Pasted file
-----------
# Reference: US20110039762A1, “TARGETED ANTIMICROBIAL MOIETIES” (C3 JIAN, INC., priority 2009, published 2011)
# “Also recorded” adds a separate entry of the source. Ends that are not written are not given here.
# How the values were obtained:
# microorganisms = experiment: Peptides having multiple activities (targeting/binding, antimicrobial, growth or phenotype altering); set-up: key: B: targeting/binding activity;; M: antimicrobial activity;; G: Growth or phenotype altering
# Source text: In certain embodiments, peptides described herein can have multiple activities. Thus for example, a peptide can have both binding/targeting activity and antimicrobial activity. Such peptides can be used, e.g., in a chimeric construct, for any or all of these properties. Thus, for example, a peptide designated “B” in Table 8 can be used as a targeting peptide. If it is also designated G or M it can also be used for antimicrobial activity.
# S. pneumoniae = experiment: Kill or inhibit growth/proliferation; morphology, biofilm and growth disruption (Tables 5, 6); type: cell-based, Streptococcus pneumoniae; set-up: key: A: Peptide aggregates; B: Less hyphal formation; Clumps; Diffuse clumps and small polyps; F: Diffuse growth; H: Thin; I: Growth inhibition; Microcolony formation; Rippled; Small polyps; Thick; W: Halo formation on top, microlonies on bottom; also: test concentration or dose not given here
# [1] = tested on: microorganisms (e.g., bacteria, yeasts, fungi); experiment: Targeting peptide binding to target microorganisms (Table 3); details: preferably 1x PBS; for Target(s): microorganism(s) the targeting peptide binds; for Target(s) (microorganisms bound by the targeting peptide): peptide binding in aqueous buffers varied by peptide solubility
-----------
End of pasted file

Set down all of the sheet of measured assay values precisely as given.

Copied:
# Reference: US20110039762A1, “TARGETED ANTIMICROBIAL MOIETIES” (C3 JIAN, INC., priority 2009, published 2011)
# “Also recorded” adds a separate entry of the source. Ends that are not written are not given here.
# How the values were obtained:
# microorganisms = experiment: Peptides having multiple activities (targeting/binding, antimicrobial, growth or phenotype altering); set-up: key: B: targeting/binding activity;; M: antimicrobial activity;; G: Growth or phenotype altering
# Source text: In certain embodiments, peptides described herein can have multiple activities. Thus for example, a peptide can have both binding/targeting activity and antimicrobial activity. Such peptides can be used, e.g., in a chimeric construct, for any or all of these properties. Thus, for example, a peptide designated “B” in Table 8 can be used as a targeting peptide. If it is also designated G or M it can also be used for antimicrobial activity.
# S. pneumoniae = experiment: Kill or inhibit growth/proliferation; morphology, biofilm and growth disruption (Tables 5, 6); type: cell-based, Streptococcus pneumoniae; set-up: key: A: Peptide aggregates; B: Less hyphal formation; Clumps; Diffuse clumps and small polyps; F: Diffuse growth; H: Thin; I: Growth inhibition; Microcolony formation; Rippled; Small polyps; Thick; W: Halo formation on top, microlonies on bottom; also: test concentration or dose not given here
# [1] = tested on: microorganisms (e.g., bacteria, yeasts, fungi); experiment: Targeting peptide binding to target microorganisms (Table 3); details: preferably 1x PBS; for Target(s): microorganism(s) the targeting peptide binds; for Target(s) (microorganisms bound by the targeting peptide): peptide binding in aqueous buffers varied by peptide solubility